For the past eight years, Mayor Booker has lived in Brick Towers, a housing project in one of Newark's most violent neighborhoods. Though the Housing Authority has declared his apartment building "unlivable," Mayor Booker wanted to live like the people who need him most.
Currently, no one in the building has hot water. Every morning, the mayor warms water in an electric kettle and pours it into a portable camping shower. This is the only way he can take a hot shower. "Sometimes you spill boiling water on your hand," he says. "That's why sometimes it's an incentive to [shower] the cold way. ... We have senior citizens that are bathing this way. It's just not right."
When the elevators aren't working, Mayor Booker has to climb 16 flights of steps to his apartment, but his most pressing concern is the lack of heat. "This winter there will be no heat again so we're moving with great speed to get the residents to nice places," he says.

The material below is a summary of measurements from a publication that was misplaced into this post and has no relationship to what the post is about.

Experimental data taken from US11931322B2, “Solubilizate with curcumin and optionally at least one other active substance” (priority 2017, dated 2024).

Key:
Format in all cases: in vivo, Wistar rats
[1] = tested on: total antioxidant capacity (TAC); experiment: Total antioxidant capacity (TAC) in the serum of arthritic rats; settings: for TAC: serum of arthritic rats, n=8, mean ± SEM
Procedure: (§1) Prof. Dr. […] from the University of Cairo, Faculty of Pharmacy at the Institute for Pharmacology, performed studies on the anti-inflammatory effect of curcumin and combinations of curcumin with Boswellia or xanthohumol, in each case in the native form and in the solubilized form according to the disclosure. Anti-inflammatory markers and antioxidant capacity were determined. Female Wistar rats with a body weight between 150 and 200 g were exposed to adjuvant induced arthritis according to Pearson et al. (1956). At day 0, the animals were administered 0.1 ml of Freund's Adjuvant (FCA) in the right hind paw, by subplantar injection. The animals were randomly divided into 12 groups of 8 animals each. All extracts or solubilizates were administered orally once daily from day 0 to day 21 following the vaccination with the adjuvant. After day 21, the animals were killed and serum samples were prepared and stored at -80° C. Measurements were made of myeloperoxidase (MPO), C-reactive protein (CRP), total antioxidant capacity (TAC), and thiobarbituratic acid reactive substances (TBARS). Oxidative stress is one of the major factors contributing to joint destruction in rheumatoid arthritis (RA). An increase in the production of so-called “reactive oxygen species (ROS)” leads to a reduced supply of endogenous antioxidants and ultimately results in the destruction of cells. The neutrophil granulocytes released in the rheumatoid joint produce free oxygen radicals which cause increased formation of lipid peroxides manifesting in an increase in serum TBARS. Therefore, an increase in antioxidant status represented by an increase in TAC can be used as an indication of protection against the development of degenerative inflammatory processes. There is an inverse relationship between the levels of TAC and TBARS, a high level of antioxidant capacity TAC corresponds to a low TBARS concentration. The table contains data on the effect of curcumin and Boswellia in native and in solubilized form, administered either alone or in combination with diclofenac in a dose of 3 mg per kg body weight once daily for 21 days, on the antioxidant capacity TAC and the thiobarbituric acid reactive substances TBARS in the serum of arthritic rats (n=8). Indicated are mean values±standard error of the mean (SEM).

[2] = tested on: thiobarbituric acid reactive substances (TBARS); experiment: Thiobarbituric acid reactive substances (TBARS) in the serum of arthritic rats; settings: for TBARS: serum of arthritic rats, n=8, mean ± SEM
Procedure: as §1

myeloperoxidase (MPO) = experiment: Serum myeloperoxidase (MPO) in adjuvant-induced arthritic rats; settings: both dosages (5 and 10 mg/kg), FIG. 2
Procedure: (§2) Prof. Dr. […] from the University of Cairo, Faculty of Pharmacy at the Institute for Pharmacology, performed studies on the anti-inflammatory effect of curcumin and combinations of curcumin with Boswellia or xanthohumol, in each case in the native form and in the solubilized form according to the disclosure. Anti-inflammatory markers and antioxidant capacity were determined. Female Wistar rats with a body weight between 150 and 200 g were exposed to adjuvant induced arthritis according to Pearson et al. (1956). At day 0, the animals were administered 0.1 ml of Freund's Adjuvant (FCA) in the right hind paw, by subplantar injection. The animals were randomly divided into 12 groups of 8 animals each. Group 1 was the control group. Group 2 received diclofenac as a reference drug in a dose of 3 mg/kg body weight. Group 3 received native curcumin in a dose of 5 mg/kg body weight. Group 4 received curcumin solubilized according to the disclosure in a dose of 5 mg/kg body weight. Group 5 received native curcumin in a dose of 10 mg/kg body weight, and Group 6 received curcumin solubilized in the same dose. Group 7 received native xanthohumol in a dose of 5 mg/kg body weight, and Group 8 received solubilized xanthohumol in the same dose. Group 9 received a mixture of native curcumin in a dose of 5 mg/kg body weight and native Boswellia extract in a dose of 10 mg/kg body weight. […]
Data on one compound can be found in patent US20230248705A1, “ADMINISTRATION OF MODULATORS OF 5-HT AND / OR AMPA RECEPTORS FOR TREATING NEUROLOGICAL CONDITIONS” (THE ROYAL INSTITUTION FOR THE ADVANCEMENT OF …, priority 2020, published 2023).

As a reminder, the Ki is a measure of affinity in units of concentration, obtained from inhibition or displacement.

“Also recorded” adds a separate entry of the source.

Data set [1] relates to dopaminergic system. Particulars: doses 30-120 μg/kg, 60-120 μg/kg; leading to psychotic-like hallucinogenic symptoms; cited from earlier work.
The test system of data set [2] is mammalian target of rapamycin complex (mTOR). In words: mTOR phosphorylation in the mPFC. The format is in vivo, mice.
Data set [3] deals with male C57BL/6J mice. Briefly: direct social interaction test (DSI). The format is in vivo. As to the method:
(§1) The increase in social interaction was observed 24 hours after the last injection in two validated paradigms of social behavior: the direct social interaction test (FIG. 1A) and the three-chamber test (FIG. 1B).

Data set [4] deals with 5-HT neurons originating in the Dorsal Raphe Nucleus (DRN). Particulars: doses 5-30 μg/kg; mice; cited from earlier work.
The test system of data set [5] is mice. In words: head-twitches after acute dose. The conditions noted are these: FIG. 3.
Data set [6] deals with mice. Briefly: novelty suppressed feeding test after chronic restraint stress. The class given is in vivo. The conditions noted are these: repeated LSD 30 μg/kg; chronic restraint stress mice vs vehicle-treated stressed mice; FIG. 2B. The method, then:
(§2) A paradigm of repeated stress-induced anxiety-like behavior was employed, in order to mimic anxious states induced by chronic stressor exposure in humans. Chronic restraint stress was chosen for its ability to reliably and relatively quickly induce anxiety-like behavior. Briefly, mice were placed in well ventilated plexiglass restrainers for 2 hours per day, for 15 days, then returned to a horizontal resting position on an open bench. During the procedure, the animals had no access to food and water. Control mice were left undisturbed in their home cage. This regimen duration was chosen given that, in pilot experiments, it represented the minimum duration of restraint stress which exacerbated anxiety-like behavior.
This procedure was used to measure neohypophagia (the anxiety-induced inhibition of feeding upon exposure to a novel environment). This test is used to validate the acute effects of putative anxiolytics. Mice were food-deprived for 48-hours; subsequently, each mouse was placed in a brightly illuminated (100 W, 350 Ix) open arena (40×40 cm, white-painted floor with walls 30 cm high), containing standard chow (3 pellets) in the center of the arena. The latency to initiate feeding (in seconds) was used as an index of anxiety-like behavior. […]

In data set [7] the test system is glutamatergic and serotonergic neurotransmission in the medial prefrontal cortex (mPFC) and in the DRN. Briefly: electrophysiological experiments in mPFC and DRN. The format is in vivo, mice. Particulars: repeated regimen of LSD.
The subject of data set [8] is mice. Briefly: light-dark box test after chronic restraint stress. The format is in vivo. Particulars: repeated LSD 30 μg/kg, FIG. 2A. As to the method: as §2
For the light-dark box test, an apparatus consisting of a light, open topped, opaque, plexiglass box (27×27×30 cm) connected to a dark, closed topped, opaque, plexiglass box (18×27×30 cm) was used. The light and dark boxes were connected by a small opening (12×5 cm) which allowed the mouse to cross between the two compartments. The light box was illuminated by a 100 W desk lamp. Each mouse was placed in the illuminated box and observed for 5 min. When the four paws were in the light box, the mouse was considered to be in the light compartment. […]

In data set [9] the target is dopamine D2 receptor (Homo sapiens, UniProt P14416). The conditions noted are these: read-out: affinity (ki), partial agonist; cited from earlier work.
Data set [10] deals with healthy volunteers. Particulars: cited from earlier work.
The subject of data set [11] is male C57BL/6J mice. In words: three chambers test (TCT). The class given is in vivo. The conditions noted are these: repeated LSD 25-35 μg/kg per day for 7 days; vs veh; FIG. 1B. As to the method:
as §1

Although Mayor Booker was once a Rhodes Scholar, he says he's learned the most valuable lessons in life from his neighbors. "I always say I got my B.A. from Stanford, but my PhD in the streets of Newark," he says. "These are some of the most heroic people I've ever met. ... They've strengthened me. They've fortified me. They gave me a reason for living and taught me some of my best lessons. I've been the fortunate one in many ways."